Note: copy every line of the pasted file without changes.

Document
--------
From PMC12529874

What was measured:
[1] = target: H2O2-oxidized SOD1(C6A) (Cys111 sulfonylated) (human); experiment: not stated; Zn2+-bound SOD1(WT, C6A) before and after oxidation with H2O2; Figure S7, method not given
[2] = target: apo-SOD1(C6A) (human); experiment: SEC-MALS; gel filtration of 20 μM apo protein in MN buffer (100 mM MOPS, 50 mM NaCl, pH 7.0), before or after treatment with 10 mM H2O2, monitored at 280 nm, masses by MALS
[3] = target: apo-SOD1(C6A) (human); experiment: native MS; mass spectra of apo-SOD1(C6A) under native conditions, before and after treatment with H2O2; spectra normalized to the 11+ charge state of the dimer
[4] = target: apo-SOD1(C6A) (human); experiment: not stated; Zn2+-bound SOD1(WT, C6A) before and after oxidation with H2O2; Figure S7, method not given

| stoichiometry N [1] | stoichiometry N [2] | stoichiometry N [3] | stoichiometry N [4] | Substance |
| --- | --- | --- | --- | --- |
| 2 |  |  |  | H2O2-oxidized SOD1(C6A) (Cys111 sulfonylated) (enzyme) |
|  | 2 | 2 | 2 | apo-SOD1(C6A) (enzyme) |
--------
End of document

From PMC12529874

What was measured:
[1] = target: H2O2-oxidized SOD1(C6A) (Cys111 sulfonylated) (human); experiment: not stated; Zn2+-bound SOD1(WT, C6A) before and after oxidation with H2O2; Figure S7, method not given
[2] = target: apo-SOD1(C6A) (human); experiment: SEC-MALS; gel filtration of 20 μM apo protein in MN buffer (100 mM MOPS, 50 mM NaCl, pH 7.0), before or after treatment with 10 mM H2O2, monitored at 280 nm, masses by MALS
[3] = target: apo-SOD1(C6A) (human); experiment: native MS; mass spectra of apo-SOD1(C6A) under native conditions, before and after treatment with H2O2; spectra normalized to the 11+ charge state of the dimer
[4] = target: apo-SOD1(C6A) (human); experiment: not stated; Zn2+-bound SOD1(WT, C6A) before and after oxidation with H2O2; Figure S7, method not given

| stoichiometry N [1] | stoichiometry N [2] | stoichiometry N [3] | stoichiometry N [4] | Substance |
| --- | --- | --- | --- | --- |
| 2 |  |  |  | H2O2-oxidized SOD1(C6A) (Cys111 sulfonylated) (enzyme) |
|  | 2 | 2 | 2 | apo-SOD1(C6A) (enzyme) |